Патент USA US2404649код для вставки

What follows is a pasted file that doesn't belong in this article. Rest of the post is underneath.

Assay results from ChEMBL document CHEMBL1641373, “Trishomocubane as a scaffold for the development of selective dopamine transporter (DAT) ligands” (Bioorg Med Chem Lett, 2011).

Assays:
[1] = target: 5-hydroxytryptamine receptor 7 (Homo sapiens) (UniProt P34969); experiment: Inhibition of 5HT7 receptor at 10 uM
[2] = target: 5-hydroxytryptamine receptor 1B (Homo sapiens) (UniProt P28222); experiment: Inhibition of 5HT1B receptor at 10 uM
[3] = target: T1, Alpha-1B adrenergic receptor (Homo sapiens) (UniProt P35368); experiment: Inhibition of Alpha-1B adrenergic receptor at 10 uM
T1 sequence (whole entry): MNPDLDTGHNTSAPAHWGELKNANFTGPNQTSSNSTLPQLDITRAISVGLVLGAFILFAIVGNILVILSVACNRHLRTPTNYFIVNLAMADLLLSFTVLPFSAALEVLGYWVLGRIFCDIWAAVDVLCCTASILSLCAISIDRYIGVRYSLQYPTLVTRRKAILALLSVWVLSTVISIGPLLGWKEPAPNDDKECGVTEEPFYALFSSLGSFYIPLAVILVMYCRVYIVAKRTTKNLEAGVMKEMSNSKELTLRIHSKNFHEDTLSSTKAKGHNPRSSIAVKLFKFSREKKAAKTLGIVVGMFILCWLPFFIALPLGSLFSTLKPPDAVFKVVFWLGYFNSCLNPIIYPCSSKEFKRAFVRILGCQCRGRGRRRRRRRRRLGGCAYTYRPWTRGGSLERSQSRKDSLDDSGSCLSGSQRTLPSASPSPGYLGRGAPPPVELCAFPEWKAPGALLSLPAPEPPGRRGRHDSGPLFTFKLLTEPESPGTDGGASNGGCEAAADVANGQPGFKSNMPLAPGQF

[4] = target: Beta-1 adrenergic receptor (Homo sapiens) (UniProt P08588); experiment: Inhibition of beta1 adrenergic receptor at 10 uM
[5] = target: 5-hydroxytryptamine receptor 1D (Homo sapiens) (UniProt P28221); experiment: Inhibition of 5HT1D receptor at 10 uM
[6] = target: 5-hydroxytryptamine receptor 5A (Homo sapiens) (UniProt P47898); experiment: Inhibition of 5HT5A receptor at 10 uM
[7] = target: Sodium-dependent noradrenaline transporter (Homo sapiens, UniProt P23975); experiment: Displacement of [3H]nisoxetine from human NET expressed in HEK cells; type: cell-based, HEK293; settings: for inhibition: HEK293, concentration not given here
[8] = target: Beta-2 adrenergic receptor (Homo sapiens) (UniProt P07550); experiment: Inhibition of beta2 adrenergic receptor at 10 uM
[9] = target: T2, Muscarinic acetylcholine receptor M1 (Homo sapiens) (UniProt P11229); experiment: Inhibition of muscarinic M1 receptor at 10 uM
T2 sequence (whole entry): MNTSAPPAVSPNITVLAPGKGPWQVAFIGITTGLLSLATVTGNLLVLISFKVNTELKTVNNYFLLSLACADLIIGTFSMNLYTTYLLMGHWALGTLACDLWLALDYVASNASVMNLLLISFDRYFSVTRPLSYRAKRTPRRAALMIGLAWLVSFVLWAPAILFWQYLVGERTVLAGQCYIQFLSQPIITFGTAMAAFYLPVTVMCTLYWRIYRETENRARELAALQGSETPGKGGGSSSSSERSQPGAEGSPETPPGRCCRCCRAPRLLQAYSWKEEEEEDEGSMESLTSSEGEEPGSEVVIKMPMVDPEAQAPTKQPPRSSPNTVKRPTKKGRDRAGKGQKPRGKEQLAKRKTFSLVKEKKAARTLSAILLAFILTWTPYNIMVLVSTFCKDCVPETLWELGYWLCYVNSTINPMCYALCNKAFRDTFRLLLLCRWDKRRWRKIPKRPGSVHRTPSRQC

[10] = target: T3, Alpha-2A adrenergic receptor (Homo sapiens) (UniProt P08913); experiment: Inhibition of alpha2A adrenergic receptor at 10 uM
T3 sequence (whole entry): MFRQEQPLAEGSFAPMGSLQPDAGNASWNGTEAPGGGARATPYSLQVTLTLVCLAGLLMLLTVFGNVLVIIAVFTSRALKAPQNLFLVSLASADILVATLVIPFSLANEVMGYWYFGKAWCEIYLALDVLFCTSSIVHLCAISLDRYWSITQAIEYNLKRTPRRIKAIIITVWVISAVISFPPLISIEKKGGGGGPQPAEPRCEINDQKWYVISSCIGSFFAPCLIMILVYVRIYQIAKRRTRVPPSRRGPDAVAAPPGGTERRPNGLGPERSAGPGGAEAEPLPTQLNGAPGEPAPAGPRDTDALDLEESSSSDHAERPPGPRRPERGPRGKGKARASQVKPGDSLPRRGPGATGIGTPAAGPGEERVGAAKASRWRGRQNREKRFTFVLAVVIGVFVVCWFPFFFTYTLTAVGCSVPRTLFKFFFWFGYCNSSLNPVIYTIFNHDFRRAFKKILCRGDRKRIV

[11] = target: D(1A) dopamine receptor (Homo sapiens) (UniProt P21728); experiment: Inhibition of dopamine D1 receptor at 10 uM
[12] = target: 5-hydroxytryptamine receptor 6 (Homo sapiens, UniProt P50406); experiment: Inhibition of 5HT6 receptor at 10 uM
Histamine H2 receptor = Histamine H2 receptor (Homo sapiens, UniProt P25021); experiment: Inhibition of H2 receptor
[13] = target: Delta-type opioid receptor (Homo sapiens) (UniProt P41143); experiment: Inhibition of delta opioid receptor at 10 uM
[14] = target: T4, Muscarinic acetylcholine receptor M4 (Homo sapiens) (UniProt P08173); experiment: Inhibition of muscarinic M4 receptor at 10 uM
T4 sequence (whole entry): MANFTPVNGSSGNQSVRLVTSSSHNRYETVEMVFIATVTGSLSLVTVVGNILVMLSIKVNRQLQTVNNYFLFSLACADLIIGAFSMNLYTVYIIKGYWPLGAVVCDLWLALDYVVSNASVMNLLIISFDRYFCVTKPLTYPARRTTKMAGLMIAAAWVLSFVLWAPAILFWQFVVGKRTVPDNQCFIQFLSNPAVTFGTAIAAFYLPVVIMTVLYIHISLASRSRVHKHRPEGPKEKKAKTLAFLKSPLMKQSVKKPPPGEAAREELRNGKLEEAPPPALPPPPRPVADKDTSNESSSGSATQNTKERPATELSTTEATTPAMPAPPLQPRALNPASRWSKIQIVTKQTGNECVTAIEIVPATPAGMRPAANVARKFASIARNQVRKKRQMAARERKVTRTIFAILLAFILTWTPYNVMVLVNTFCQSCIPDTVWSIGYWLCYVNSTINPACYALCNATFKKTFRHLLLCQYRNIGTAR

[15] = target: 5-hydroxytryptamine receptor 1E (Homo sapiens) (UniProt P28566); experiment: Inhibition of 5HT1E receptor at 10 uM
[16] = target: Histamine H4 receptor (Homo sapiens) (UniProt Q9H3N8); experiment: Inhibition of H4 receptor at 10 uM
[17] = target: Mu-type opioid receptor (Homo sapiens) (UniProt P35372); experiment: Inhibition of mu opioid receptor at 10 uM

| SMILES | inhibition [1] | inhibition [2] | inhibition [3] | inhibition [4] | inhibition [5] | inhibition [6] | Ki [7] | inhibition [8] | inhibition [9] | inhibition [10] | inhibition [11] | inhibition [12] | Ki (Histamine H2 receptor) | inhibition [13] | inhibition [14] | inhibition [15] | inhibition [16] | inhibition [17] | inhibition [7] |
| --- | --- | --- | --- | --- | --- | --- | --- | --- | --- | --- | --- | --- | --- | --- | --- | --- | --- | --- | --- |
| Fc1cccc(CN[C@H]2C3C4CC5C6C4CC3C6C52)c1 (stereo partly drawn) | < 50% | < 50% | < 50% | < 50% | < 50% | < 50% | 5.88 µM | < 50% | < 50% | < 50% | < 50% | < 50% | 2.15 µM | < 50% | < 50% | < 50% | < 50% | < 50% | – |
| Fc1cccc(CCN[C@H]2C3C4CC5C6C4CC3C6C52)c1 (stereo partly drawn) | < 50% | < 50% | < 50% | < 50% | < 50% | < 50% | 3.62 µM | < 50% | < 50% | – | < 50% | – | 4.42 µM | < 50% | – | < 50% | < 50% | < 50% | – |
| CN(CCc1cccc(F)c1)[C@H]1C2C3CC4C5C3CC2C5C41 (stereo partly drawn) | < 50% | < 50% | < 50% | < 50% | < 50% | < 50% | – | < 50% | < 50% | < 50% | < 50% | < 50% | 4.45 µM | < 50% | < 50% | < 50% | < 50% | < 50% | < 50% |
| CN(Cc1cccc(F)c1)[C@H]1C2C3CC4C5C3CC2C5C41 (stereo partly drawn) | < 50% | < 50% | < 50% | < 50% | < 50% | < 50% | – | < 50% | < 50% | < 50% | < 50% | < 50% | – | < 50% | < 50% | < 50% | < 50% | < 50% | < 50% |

Äuìy 23, î946. M; NEUHAUS IsoMERIzING HYDRocARBoNs Filed Jan. 26, 1945 mw60 Al * 2,404,649 _ Patented `Íuly 23, 1946 2,404,649 « UNITED 'STATES PA'rsN'r4 orrlcl:i IsoMERIzING HYDRooAR‘BoNs Max Neuhaus, Bronxville, N. Y., assignor to The ILl‘exas Company, New York, N.- Y., a corporation of Delaware Application January 26, 1943, Serial No. 473,581 10 Claims. 1 t This invention relates to isomerizing hydrocar bons and more particularly to effecting the con version by contact with a liquid isomerization catalyst. . Y _ 2 . \ l carbons and some higher boiling `material that maybe formed in the reaction. These phases may be separately withdrawn, the «catalyst phase being recycled. . The with drawn hydrocarbon phase is advantageously sub jected to fractionation or fractional distillation The` invention contemplates eiîecting isomeri zation of hydrocarbons in a reaction zone where in hydrocarbons undergoing conversion by con so as to separate unreacted hydrocarbons from any higher boiling material present, such higher tact with a liquid isomeri‘zation catalyst are sub boiling material being discharged from the sys jected to continuous countercurrent contact un der conditions such` Athat isomerization consti 10 tem. The unreacted hydrocarbons so obtained tutes the principal reaction. are returned to the lower portion of the tower, preferably at a temperature suiîlciently elevated More speciñcally the invention involves effect so as to provide the necessary reboiling action ing the isomerization reaction in a packed tower in the bottom of the tower whereby substantial or preferably a bubble tray type of tower having provision for the continuous recycling of the 15 vaporization of hydrocarbons within the tower liquid catalyst through the tower. The liquid catalyst advantageously comprises a catalyst such is eiîected. ` ' 3 l The temperature at the top of the tower may be controlled by cooling as, for example, by re as a metallic halide-hydrocarbon complex which is of greater specific gravity than the hydrocar turn of part of the isomerized stream as a re bons undergoing conversion. 20 ñuX. » In short, the operation involves effecting sub The invention has particular application to the stantially simultaneous isomerization of the feed isomerization of saturated gasoline hydrocarbons hydrocarbon and fractionation between reacted such as normal `pentane, hexane and heptane, al and unreacted hydrocarbons. The hydrocarbons though it may be appplied to other hydrocarbons including normal butane. ì 25 in passing through the tower‘are thus subjected In accordance with the invention the reaction is carried out in a packed tower advantageously repeatedly to alternate` vaporization and con of the bubble tray type. The feed hydrocarbon One advantage ofthe invention, as practiced in a bubble tower reactor, resides in realizing highly effective contact between the liquid‘cata densation. such as normal pentane is continuously intro duced to the lower portion of the tower, while a stream of catalyst such as aluminum halide-hy drocarbon complex is continuously introduced to the upper portion thereof. Conditions of tern l Y lyst and liquid hydrocarbons undergoing treat perature and pressure are maintained within the ment on each tray since the vaporized hydrocar bons are caused to bubble through the liquid hy drocarbons and liquid catalyst under conditions tower such that substantial vaporization of the such that `substantial agitation with consequent hydrocarbon occurs causing the vaporized hydro carbon to rise countercurrently to the descend ing complex catalyst. Contact between the hy thorough mixing fis realized. drocarbons undergoing conversion and the cata lyst is effected in the presence of afsuitable pro " ` ' Thus, on each tray'there> are substantial quan tities of two liquids, i. e., liquid catalyst and liquid hydrocarbons, both of which overiiow from tray 40 to tray. ` In the quiescent state the normal tend moter such as a hydrogen halide under conditions ency is for these liquids to stratify into layers due such that isomerization constitutes the principal reaction. Moreover, operation of the tower is controlled to the difference in their specinc gravities~ How- y sothat a stream is continuously withdrawn from the top> or upper portion of the tower which con tinual mixing between the liquid hydrocarbons and liquid catalyst on each tray. Consequently the isomerization for the most part involves ever,. the passage- of vaporized- hydrocarbons through the bubble caps on each tray effects con sists essentially of the isomerized hydrocarbon. Liquid catalyst accumulating in the bottom of isomerization _of the hydrocarbons while in -the the tower is continuously withdrawn and re cycled at least in part to the upper portion of 50 " i, ' ~ ‘ ` ‘ . for` a separation of reacted hydrocarbons from `unre A acted hydrocarbons;` means for obtaining `from catalyst phase and a liquid hydrocarbon phase, the latter comprising mainly unreacted hydro phase’. Other advantages include . provision unitary operation' for eiîecting isomeriza'tion and the tower. Provision is also contemplated for accumu lating in the bottom portion of the tower both a liquid the reaction .tower a stream of treated yhydro 55 carbons consisting essentially of the desired, angela 3 4 Aromatic constituents should be reduced to not isomerized hydrocarbons; and provision for con tinuous removal from the reaction zone of higher more than a fraction of a per cent or at most boiling hydrocarbons that may be formed in the reaction, such material being removed substan tially as rapidly as formed and thereby material ly reducing catalyst deterioration that would to about 2 or 3% by weight of the feed hydrocar tion unless more elevated temperatures are em otherwise occur. ployed. In certain instances it may bedesirable l _ bon since the presence of even this amount exerts an inhibiting eifect upon the isomerization reac , Moreover, byfem'plo'ying the principle of coun ter-current contact between liquid catalyst and to maintain a limited amount of aromatic ma terial in the reaction carrying out the reaction at more elevated temperatures so that substan tial isomerization is obtained. It has been found hydrocarbons undergoing treatment it is possible to carry out the conversion reaction under con ditions which more closely approach realizing the that undercertain conditions, the presence of maximum equilibrium concentration of isomerized such a small amount of aromatic material may Y hydrocarbons witho-ut encountering excessive permit carrying out the isomerization reaction at cracking and other undesired sideA reactions. The temperature gradient, which exists through the tower, favors maximum conversion since the higher temperatures without realizing excessive cracking. In ‘this connection anradvantageous vcracking, inhibitorjcomprises naphthene hydro carbons such as cyclopentanes, cyclohexanes and temperature decreases upwardly through the cycloheptanes. It has been found, for example, f tower.. A lower temperature near the Vpoint of catalyst introduction to the reaction zone permits 20 that normal pentane may be isomerized with an maximum equilibrium concentration of the iso aluminum halide type of catalyst at temperatures parafiin in the products leaving the reaction zone. in the range 160 to 200° F. without substantial cracking occurring when the reaction Vis carried Mention has valready been made of a metallic halide-hydrocarbon complex as one example of a suitable catalyst. It is contemplated that such complex be sub stantially free from undissolved solid metallic halide. A desirable’ catalyst comprises aluminum out in the presence of about 10% or so of cyclo 25 hexane by weight of the normal pentane undergo ing conversion. ' Therefore, one modification of the presentA in vention involves effecting the reaction in the pres halide-hydrocarbon complex of such character ence of a suitable cracking inhibitor'such as a that> when a minor portion of theV complex is 30' low boiling naphthene hydrocarbon. In order to describe the invention in more de mixed with a. major portion of lWater the hea-t evolved from vthe mixture amounts to‘about 200 to tail reference will now be made‘to the ‘accom panying drawing comprising a flow diagram illus 400 and preferably about 300> to 320 calories per gram of catalyst. trating one mode of practicing the invention. For convenience this liberated heatA may be « referred to as the “heat of hydrolysis.” This is ` Referring to the drawing a feed hydrocarbon such as normal pentane is conducted" from a source not shown through a pipe I to a lower por determined, for example, by breaking an ampoule containing a weighed amount of complex, for example, about 3 grams in a weighed quantity tion of a reactor 2. flask or calorimeter initially at about normal room may be of more or less conventional design hav ing risers and caps so that a substantial depth of ` ' The reactor 2 advantageously comprises-a tower of water about 300 grams contained in a thermos 40 packed with bubble trays 3. The bubble trays temperature. The mixture is stirred and the rise in temperature measured.> From this rise in tem perature the heat’liberated is calculated as cal ories per gram of complex. The complex may 45 be prepared by reacting aluminum chloride with kerosene or gasoline hydrocarbons, aliphatic hy drocarbons in general being preferred. The re action is effected in the presence of hydrogen liquid comprising both catalyst andhydr'ocarbons, may be maintained upon each tray, through which liquid rising vapors are caused to bubble as they p-ass upwardly through the tower thereby effect ing the previously describedmixing between cata lyst and liquid hydrocarbons. ' »Advantageously a substantial space is provided chloride or other halide. For example, 1000 parts 50 in the bottom portion of the tower within which to accumulate liquid descending through the tower and to which‘reference will be made later. The catalyst in the form of a liquid complex substantially free from undissolved solid mate by weight of anhydrous aluminum chloride pow derr is mixed with about 1630 parts by weight of kerosene derived from mixed base crude. This mixture Vtogether with 50 parts of hydrogen chloride is charged to a closed reactor and agi rial is introduced to the upper portion ofthe tated for about 4 hours at a Vtemperature of about 210° F. The reaction mixture is thereafter cooled and the contents removed and separated into tower through a pipe 4. Fresh catalyst from ~ ` ' ' ay source not ’ shown may be introduced continuously or intermittentlyl phases. The complex phase is removed from the through a pipe 5 which communicates with the previously mentioned pipe 4, Other meansI of hydrocarbon phase and this complex comprises the liquid complex catalyst. introducing fresh catalyst may be employed s_uch While mention has thus been made of alumi as in solution in a portion of the feed hydro num chloride in preparing the complex never carbon. theless it is contemplated that other metallic halides including aluminum bromide may be em ployed. . , " introduction contains a‘quantity of catalyst liquid' and hydrocarbon liquid,V the surplus overflowing' In the practice of the invention it is desirable which may react with the catalyst causing cata from an upper tray to a lower tray and eventually arriving in the settling space at the bottom of the 70 tower. lyst" deterioration or which may otherwise react to form undesired compounds. Such preliminary treatment-may include acid treatment or solvent extraction. Oleiins may be removed' by' poly merization. ' ' ' ' of the bubble trays below the' point of 'catalyst' ' to purifyv the feed hydrocarbons to remove oleflnic and aromatic constituents and other materials ' In actual operation, as already described, each 'I'he tower is maintained under conditions of temperature and pressure so that vaporizationv of hydrocarbon occurs within the tower, thev va 7.5 porized Vhydrocarbons rising upwardly'throughV the succeeding trays. Liquefied hydrocarbons 52,404,649r 6 5 through' a pipe I6 to an extractor I'I wherein the hydrocarbon‘mixture is subjected to contact with overñ'ow from tray to tray along with the catalyst and likewiseaccumulate in the lower portion of the tower. „ . Y a suitable selective solvent. o When charging normal pentane to theA reactor the hydrocarbons collecting in the top of the tower will comprise essentially isopentane which is substantially lower boiling than normal pen tane; Normal pentane will accumulate in the ` . This solvent is one which has preferential sol’ vent action upon naphthenic constituents and thus exerts selective solvent action as between naphthenes and paratlins. Suitable examples of a selective solvent com prise furfural, phenol, -nitrobenzene, sulfur di molecular weight material which may be formed 10 oxide, etc. The resulting raffinate phase comprising paraf during the reaction. ñn hydrocarbons and some solvent is discharged Thus, in the bottom portion of the „tower there through agpipe I8 for such further treatment as will accumulatetwo phases, namely a catalyst may be desired including recovery of the solvent phase and a hydrocarbon phase. `The catalyst phase is drawn oiï from the bottom of the tower 15 therefrom. The extract phase comprising the main body-ofthe solvent with the naphthene hy through a pipe S. `All or a portion thereof is con drocarbons dissolved therein is drawn off through ducted through a branch pipe ‘I which commu a pipe I9 to a suitable solvent recovery unit 29 nicatesV with the previously mentioned pipe 4 and wherein the solvent is removed from the naph through which latter the withdrawn complex is thene hydrocarbons, returned to the tower. u The recovered naphthene hydrocarbons are The hydrocarbon phase is continuously drawn bottom portion of the tower as well as any higher off through a pipe 8 and all or in part conducted to a fractionator or stripper 9 wherein the `un reacted feed hydrocarbon constituents are stripped or separated therefrom, the remainder or residue comprising the previously mentioned higher molecular weight material. conducted all or in part through a pipe 2I which communicates with the previously mentioned pipe 4. In this way the recovered naphthene hydrocarbon is returned to the reaction zone to serve as `an inhibitor of cracking in the conver~ sion of freshl‘feed hydrocarbon. ' The isoparaflin which accumulatesin the top The fraction comprising unreacted hydrocar bons is then _recycled through a pipe Iû to the lower portion of the reactor preferably at a point above that at which it was withdrawn but below the point at which fresh feed is being introduced to the tower. The amount of hydrocarbons so portion Yof the »tower is continuously withdrawn through a pipe 22 communicating with a con denser and cooler 23. From the condenserI 23' the liquefied hydrocarbons pass to a receiver 24. Gaseous constituents may be released through a pipe 25. A portion of the isoparañin accumulat recycled and the temperature at which it is `_re ing in the receiver 24 may be recycled through a cycled, being such as to supply a substantial 35 pipe 2B to the upper portion of the reactor 2 to amount of heat to the bottom portion of the provide reñux cooling therein. tower thereby causing substantial vaporization The amount so refluxed will depend to a large within the tower. These hydrocarbons may be extent upon the amount of heat being added at recycled in vapor form. As indicated in the drawing the promoter such 40 the bottom of the tower. Isoparafñn hydrocarbons not so refluxed to the as hydrogen chloride may be continually added top of the tower are continuously discharged from a source not shown through pipes II and through a pipe 21. I2 communicating with the previously mentioned The `specific procedure described above for pipes I and II). In this way the promoter may be treating the hydrocarbon phase withdrawn from 45 introduced to the reaction zone. Other means of the tower through the pipe 8 may vary consid injecting `the promoter to the reaction zone `may be employed. , The residual fraction of the withdrawn hydro carbon phase may b-e discharged from the bottom of the fractionator 9 through a pipe I3. When the hydrocarbon phase withdrawn through the pipe 8 is substantially free from higher molecular‘weight material it may be re cycled without the above-described fractionation but after heating suniciently to supply the re quired amount of vaporization in the bottom por tion of the reactor. On the other hand when the reaction is being erably; for example, azeotropicfjdistillation may be resorted to for the purpose of separating naph thenes from parañins. `, . It will be realized that in operating the reac tor 2 a temperature differential will exist between thetop and bottom _thereof which may be of the order of aboutlO to 50° F. ' u ` ‘ The point at which the recycled complex is re turned to the reactor may be varied as desired but usually it is advantageous to return it to the tower at a point where the concentration of the ‘isomerized hydrocarbon' in the reaction mixture is equal to or less than the'equilibrium concentra eiîected in the presence of an added naphthene hydrocarbon it Vis desirable to subject the with 60 tion. In other words, if it is introduced at a point at which the concentration is greater than drawn hydrocarbon phase to additional treating the equilibrium concentration reversion reactions steps, so that the naphthene may be segregated Vrnay occur. ‘ therefrom to permit its return to the upper por tion of the reactor. ` While mention has been made of applying the Thus, the residual fraction drawn off from the 65 process to normally liquid hydrocarbons, never theless it is also contemplated that it may be ap fractionator 9 through pipe I3 may be conducted plied to the isomerization of normal butane. In all or in part through a pipe I4 to another frac- ' tionator I5 wherein the residual hydrocarbon> mixture may be separated into a light fraction comprising the naphthene hydrocarbons `and hy . isomerizing normal butane the> reaction may be carried out under a pressure of 250 pounds and at an average temperature of about 210° F. ob drocarbons boiling within the same range but which may have been formed* in the isomeriza taining a distillate fraction overhead through the tion reaction, and a heavier fraction. morel of isobutane. ` The heavier fraction is discharged from theî pipe- 22 which may comprise as much as 98% or The process is particularly applicable to the system while the light fraction maybe conducted 7,5 treatment 0f; individual hydrßßarbßne auch as attrici-cf> 7 8 . normal butano, normal pentane, normal hexane', etc., rather than mixtures composed ‘of hydrocar-V bubble trays, ‘continuously introducing> catalyst complexto the upper portion of said tower, ‘said complex liquid being substantially free from un-. dissolved solid aluminum halide continuously in troducing feed hydrocarbon to the lowerrportion bons of different molecular weights'. In speaking of individual hydrocarbons, it is, of course, con templated that the feed may Ycomprise petroleum or hydrocarbon fractions consisting essentially of of said tower, supplyi-ngheat tothe lower `por the individual hydrocarbon or as in the case of a tion of said tower sumcient to :effect fractiona-v Cs or Cv fraction‘consisting essentially of a mix~ tion within the `to‘wer'between reacted andrunre acted hydrocarbons, continuously withdrawing ture of hydrocarbons having the same number of carbon atoms per molecule. V reacted feed hydrocarbons in vapor form from the l Reaction temperatures and pressures will de top of saidtower said hydrocarbons consisting essentially of isomerized hydrocarbons, continu pend upon the natureY of the feed undergoing treatment. Where the feed consists essentially ously withdrawing catalyst complex from the bot of normal butane a reaction temperature of aboutl 200 to 220° li". is advantageous With higher mo tom of said towerfrecycling withdrawn complex lecular weight hydrocarbons correspondingly low~ contact between descending complex and rising` to the upper portion of said tower, and effecting er temperatures are.” employed unless the reac tion is yeffected in the presence- of an ßinhibitor such as nap‘hthene hydrocarbons. 4In such case hydrocarbons such as. normal pentane, normal hydrocarbons‘w'ithin the tower in the presence of Y hydrogen halide under conditions such that isom- i erization constitutes the principal reaction. 5.'A process for isomerizing saturated hydro~ hexane, etc., vmay be isomerized at temperatures carbons by contact with an isomerization catalyst i which arev also in the range about 200 to 250°?. While specific mention of metallic halide-'hy drocarbon complexes as catalysts has been made, consisting essentially of aluminum halide-hydro-V carbon complex liquid, which comprises effecting the reaction ina bubble tray tower, passingihy it is intended that other liquid isomei‘ization cata ., drocarbons ’undergoing conversion upwardly lysts may be employed, which areI heavier‘than through said tower countercurre'ntly'to descend the hydrocarbons 'undergoing treatment and ing catalyst under conditions such that isomer- ‘ which are substantially immiscible therewith un ization constitutes the principal reaction, said der the conditions prevailing within the reaction complex being substantially free from undissolved ZOIle. . . y Obviously many modifications andyariations of the invention as above set forth may be made Without departing from the spirit'a'nd scope there of, and therefore only such limitationsV should be .it solid aluminum halide and characterized by hav ing a heat of hydrolysis in the rangeY 200 to' 400 calories per gram of complex, introducing feed hydrocarbon to a lower portion of> said- tower,- accumulating in said tower below the point of ' imposed as are indicated in the appended claims. "" feed hydrocarbon introduction a liquid catalyst I claim: ' _ phase and a liquid hydrocarbon phase, separately l. A process for isomeriz'ing saturated hydro carbons by contact, in the presence of hydrogen halide, with an isomerization catalyst consisting withdrawing said phases from the tower, recy undergoing conversion through a reaction zone countercurrently to a body of said complex cata hydrocarbon phase, returning the heated hydro cling withdrawn catalyst phase to‘ the upper por tion of the tower at a point substantially above essentially of aluminum halide-hydrocarbon com 40 that at which feed hydrocarbon is introduced, plex liquid which comprises passing hydrocarbon vaporizing at least a portion of said withdrawn lyst substantially freefrom undissolved solid alu minum halide and characterized by having a heat lof hydrolysis'in ,the îrange 200 to 400 calories per gram of complèn'ïsubjecting hydrocarbons pass ing through said Zone' repeatedly to alternate vaporization and condensation while in contact with the catalyst, continuously removing from lsaid zone a treated hydrocarbon stream consistm carbon phase to the tower at a point below that' at which feed hydrocarbons are introduced in such amount. and at suihcientetempe‘rature to cause substantial vapor’iZat-ion of hydrocarbons withinl the tower'and' controlling the ,tempera ture at the top of said tower to remove’ continu ously a stream` consisting essentially of isomer ed ized hydrocarbons. ' 6. A processV for isomerizing normal par'ailin ing essentially of isomerized hydrocarbons, sepa ratcly withdrawing complex catalyst after contact with entering feed and and returning withdrawn Íhydrocarbons having 4 to '7 carbon atoms and normally `free from naphthenic hydrocarbons by catalyst to the reaction. zone at a point in closer ' essentially of aluminum chloride-hydrocarbon proximity to the point. of discharge from the re action zone for isomerized hydrocarbons. 2. The methodaccording to claim 1 in which the catalyst comprises aluminum chloride-hydro'-` carbon complex. u 3. The_method according to claim> 1 in- which the catalyst comprises an aluminum chloride hydrocarbon complex and is of such character’> that when a minor portion `thereof is mixed with a major> portion of Vwater the heat evolved amounts to from. about 300 to 320 calories per contact with an isomerization catalyst consisting complex liquid, which comprises effecting the ré action in a bubble tray tower, passinghydrocar bons undergoing conversion upwardly through said'tfower countercurrently to descending cata 60 lyst- under conditions such that isomerization >constitutes th‘eprincipal reaction, said catalyst 'eing' substantially free from _undissolved solid aiuminum halide and having a heat of. hydrolysis of aboutSOO to 320 _calories pergram of complex, introducing feed hydrocarbon to a lower portion of 'saidtowen accumulating in said Vtower- below gram of complex, said complex being substan theV` point of. feed hydrocarbon introduction a liq? tially free` from» undissolved solid` aluminum uidV catalyst. phase and a liquid hydrocarbon halide. phase, >said hydrocarbon phaseV comprising unre 4. A process for isomerizing saturated hydro 7.0 acted hydrocarbons and' higher boiling hydrocar carbons by Contact with an isomerizationcatalyst bons, separately withdrawing said phases, recy consisting essentially of aluminum halide-«hydro cling withdrawn catalyst phase to the upper por_» carbon complex liquid which comprises continu tion of the tower at a pointsubstantially above ously Y.passing hydrocarbons undergoing conver that at which feed hydrocarbon is introduced, sion through a Vertical reaction tower containing 75 separating from said withdrawn hydrocarbon 2,404,649 9 10 phase a fraction consisting essentially of unre feed hydrocarbon introduction, vaporizing from acted paraffin hydrocarbons. vaporizing said frac tion, returning the vaporized fraction to the tower the withdrawn hydrocarbon phase unreacted nor mal paraiiin hydrocarbons, leaving a residual hy drocarbon phase, returning the vaporized hydro at a point below the point of feed introduction in such amount and at sufficient temperature to cause substantial vaporization of hydrocarbons within the tower and controlling the temperature at the top of said tower to remove continuously a stream consisting essentially of isomerized hy drocarbons. . carbons to said tower at a point below the point of feed hydrocarbon introduction in such amount and at such a temperature as to cause substan tial vaporization of hydrocarbons within the tower, separating naphthene hydrocarbons from said residual hydrocarbon phase, returning so separated naphthene hydrocarbons to the upper portion of said tower and controlling the tem 7. The method according to claim 5 in which the isomerization reaction is effected in the pres perature at the top of said tower to remove con ence of a small amount of added naphthene hy tinuously a stream consisting essentially of isom drocarbon. y 8. A process for isomerizing normal parañin 15 erized hydrocarbons. 9. The process according to claim 8 in which hydrocarbons having from 4 to 7 carbon atoms the recycled naphthene hydrocarbons are com per molecule and normally free from naphthenic mingled with recycled catalyst phase prior to re hydrocarbons by contact with an isomerization turnto the upper portion of the tower. catalyst consisting essentially of aluminum chlo l0. A process for isomerizing saturated hydro ride-hydrocarbon complex which comprises ef 20 carbons which comprises passing hydrocarbons fecting the reaction in a bubble tray tower, pass undergoing conversion through a packed reaction ing hydrocarbons undergoing conversion upward tower countercurrently to a body of isomeriza ly through said tower countercurrently to de tion catalyst consisting essentially of aluminum scending complex liquid in the presence of hy drogen halide and under conditions such that 25 chloride-hydrocarbon complex and substantially free from undissolved solid aluminum chloride, isomerization constitutes the principal reaction, subjecting hydrocarbons passing through said said complex being substantially free from un tower repeatedly to alternate Vaporization and dissolved solid aluminum chloride and charac condensation while in contact with the catalyst, terized by having a heat of hydrolysis of about 300 to 320 calories per gram of complex eifecting 30 effecting said contact in ther presence of hydro gen halide under conditions such that isomeriza the reaction in the presence of a small amount tion constitutes the principal conversion reaction, of added naphthene hydrocarbon higher boiling removing overhead from said tower a stream con than the paraffin hydrocarbon undergoing treat sisting essentially of isomerized hydrocarbons, ment, introducing feed hydrocarbon to the lower portion of said tower, accumulating in the bot 35 separately withdrawing complex catalyst from the lower portion of said tower, recycling withdrawn tom portion oi said tower a liquid catalyst phase complex to the upper portion of said tower, in troducing saturated feed hydrocarbons to the reacted feed hydrocarbons, said naphthene hy portion of the tower at a point intermediate the drocarbon and higher boiling hydrocarbons, sepa rately withdrawing said phases, recycling with 40 points of complex withdrawal from and return to and a liquid hydrocarbon phase comprising un drawn catalyst phase to the upper portion of said tower at a point substantially above the point of the tower. MAX NEUHAUS.